My family and I moved to Maryland in 2003. We still find it hard to understand the (over)reaction to pending storms here. This past weekend we were expecting 1”-3” of snow on Saturday. Early Friday afternoon, Saturday’s youth sports activities were canceled due to a pending storm. By Saturday morning, the storm’s forecasted intensity had declined. Of course, we had a mere dusting of snow and some rain. It’s hard to believe how many activities and school days have been canceled over the past 16+ years for storms that didn’t happen.
Did you know that Medicare costs can vary depending on your income level? This week’s first article suggests some tools to keep you from paying higher premiums.
If you would like to discuss this article or any of the others shared in this week’s blog, please email firstname.lastname@example.org. You can also schedule a free 15-minute call.
Here are this week’s articles as well as a brief description of each:
1. 10 Ways to Avoid Paying Higher Medicare Premiums. Did you know that your income level affects your Medicare premium? Most people don’t have to worry about this. But a married couple whose modified adjusted gross income (MAGI) exceeds $170,000 will have an extra charge added to their premium. (NOTE: Your MAGI represents your adjusted gross income from your tax return plus tax-exempt interest.) You can take some actions to reduce your MAGI before retirement. For example, consider Roth conversions. Other suggestions include the following:
· Maximize contributions to your Health Savings Account
· Use required minimum distributions (RMDs) wisely
· Perform annual year-end income projections
2. Three Theories for Why You Have No Time. Nearly everyone complains about not having enough time. We feel busy, swamped, burned out, or even overwhelmed. Why? Consider the following:
· Better technology means higher expectations and higher expectations creates more work.
· A lot of modern overwork is class and status maintenance—for this generation and the next.
· Technology only frees people from work if the boss—or the government, or the economic system—allows it.
3. You Bet! I regularly share memos from Oaktree Capital’s Howard Marks. In his latest missive, Marks discusses one of my favorite behavioral investing-related concepts: “You can’t tell the quality of a decision from the outcome.” In short, well-thought-out decisions may fail and poor decisions may succeed. Marks also raises the point that while investing is a game of skill it also includes elements of chance.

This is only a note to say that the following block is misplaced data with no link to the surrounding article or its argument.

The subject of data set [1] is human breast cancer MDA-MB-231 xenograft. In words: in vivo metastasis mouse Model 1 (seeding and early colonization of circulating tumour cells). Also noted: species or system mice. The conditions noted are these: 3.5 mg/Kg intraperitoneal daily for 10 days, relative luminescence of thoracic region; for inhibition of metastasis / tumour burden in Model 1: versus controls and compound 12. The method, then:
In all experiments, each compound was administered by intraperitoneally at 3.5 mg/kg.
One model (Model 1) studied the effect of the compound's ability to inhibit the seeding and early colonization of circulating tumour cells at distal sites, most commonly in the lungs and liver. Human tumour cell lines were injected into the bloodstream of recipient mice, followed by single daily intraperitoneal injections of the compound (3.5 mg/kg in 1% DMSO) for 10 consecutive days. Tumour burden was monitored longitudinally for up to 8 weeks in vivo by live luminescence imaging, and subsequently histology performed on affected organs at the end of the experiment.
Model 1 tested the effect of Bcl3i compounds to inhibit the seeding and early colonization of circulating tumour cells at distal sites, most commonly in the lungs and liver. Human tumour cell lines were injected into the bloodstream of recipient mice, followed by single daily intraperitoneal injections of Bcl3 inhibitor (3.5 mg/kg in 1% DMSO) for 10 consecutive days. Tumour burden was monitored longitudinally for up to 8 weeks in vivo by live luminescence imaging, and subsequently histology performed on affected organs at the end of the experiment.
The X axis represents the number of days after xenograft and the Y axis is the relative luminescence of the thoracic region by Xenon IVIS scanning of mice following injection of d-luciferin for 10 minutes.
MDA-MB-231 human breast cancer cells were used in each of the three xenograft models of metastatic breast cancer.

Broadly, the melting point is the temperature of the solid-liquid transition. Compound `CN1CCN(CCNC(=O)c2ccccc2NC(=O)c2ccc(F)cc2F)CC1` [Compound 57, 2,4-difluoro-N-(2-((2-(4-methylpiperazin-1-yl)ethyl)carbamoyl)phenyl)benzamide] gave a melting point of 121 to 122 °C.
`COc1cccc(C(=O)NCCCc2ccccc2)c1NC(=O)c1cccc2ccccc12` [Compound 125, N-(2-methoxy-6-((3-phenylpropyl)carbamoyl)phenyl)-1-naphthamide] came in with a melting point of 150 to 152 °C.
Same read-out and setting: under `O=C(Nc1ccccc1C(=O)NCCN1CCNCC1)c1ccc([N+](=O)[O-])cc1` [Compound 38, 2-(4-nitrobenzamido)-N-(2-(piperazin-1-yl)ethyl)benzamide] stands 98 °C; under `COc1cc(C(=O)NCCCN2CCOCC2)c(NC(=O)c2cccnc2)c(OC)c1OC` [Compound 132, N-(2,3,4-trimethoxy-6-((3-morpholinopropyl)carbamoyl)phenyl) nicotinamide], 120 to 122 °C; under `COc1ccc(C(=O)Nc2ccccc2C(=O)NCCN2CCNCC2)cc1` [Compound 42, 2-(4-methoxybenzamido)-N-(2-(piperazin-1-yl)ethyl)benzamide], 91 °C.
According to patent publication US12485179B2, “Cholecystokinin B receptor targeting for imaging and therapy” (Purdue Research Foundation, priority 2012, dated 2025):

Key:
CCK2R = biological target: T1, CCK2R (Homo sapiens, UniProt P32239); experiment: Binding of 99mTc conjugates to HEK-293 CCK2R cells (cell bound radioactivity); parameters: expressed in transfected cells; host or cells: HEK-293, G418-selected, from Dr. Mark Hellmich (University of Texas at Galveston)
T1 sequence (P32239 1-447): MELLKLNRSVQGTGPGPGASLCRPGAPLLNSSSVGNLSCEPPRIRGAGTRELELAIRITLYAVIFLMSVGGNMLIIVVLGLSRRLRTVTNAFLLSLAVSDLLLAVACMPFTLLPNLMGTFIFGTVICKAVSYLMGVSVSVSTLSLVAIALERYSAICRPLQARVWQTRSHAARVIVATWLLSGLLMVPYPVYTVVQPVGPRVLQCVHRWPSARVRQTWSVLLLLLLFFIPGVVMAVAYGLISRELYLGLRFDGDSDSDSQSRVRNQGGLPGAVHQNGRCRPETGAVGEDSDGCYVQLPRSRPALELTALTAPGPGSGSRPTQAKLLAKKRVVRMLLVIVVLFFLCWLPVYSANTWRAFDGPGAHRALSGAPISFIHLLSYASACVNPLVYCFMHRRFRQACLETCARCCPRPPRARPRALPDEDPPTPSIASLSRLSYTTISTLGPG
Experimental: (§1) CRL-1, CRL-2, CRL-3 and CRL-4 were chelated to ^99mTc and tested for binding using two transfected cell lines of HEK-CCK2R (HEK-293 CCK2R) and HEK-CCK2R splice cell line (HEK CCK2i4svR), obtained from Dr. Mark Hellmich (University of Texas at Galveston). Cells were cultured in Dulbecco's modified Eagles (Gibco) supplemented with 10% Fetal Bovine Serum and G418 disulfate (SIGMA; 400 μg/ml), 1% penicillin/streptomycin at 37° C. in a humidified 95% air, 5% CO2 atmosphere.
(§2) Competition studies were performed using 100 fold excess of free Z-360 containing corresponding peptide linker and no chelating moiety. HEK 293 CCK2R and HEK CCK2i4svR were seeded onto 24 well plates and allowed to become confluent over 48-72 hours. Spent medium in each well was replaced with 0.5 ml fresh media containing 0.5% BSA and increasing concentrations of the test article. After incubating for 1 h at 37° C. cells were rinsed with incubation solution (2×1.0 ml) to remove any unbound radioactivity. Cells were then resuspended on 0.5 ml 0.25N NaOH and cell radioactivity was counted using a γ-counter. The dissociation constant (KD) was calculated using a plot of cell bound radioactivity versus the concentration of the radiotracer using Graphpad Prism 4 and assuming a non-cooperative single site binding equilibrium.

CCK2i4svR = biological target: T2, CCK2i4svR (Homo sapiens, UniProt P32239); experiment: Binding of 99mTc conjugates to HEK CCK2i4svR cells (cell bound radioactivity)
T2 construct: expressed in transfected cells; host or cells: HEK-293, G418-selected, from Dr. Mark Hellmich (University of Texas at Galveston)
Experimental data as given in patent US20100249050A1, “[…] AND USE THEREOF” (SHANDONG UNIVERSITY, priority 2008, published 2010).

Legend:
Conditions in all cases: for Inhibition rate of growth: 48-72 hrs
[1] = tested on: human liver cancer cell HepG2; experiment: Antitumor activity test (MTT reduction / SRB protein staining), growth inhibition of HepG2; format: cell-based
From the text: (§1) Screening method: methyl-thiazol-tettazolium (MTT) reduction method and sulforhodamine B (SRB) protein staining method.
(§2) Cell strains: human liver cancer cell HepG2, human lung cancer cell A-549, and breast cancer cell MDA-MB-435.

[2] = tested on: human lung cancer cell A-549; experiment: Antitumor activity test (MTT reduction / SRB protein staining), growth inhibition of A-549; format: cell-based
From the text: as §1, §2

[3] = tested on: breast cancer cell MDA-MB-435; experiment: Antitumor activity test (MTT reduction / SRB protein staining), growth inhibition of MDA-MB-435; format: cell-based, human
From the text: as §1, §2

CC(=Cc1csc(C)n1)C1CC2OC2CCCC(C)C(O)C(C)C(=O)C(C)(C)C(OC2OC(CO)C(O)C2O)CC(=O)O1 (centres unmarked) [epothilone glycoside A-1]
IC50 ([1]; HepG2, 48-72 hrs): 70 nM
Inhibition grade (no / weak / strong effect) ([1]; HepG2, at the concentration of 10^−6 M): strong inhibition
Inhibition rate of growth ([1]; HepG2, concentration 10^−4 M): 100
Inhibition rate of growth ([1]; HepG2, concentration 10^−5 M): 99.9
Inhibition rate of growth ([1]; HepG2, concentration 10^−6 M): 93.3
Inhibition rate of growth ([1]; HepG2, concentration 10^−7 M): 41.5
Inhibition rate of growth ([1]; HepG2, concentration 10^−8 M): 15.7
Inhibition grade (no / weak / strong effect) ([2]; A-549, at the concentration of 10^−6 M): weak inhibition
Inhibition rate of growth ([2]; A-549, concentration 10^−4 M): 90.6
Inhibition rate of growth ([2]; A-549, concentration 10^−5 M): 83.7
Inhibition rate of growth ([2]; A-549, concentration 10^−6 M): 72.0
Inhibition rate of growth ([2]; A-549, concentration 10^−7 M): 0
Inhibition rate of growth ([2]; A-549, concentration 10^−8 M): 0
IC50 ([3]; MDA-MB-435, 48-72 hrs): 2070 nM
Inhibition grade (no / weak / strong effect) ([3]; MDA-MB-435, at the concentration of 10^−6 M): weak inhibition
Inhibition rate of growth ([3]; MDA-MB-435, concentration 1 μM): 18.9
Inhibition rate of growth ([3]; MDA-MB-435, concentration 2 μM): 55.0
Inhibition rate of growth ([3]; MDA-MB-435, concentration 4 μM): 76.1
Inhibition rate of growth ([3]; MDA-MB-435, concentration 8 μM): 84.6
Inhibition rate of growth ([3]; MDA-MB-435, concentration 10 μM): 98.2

4. The #1 Tactic That Will Help You Be More Productive as a Leader. Whether you lead an organization or not, the tips shared in this article can you better manage your time. Consider taking a strategic pause. Such breaks can allow your brains to better digest and process the information they’ve taken in. The one I find the hardest (but also most beneficial) is creating a “Stop Doing List.” Sometimes letting go can help us find some time we never knew we had.
5. Why Retiring at 65 Could Become a Thing of the Past. Do you know when you can retire financially? Most clients or prospects I talk to have an idea, but few are sure if it’s possible to retire at a desired age. Many say they want to retire at 65. The retirement age is increasing globally. For Social Security purposes, the full retirement age for those born in 1960 or later is 67. According to the article, 54% of workers plan to stop working after age 65 or never retire at all.
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Phil Weiss founded Apprise Wealth Management. He started his financial services career in 1987 working as a tax professional for Deloitte & Touche. For the past 25+ years, he has worked extensively in the areas of financial planning and investment management. Phil is both a CFA charterholder and a CPA.
Located just north of Baltimore, Apprise works with clients face-to-face locally and can also work virtually regardless of location.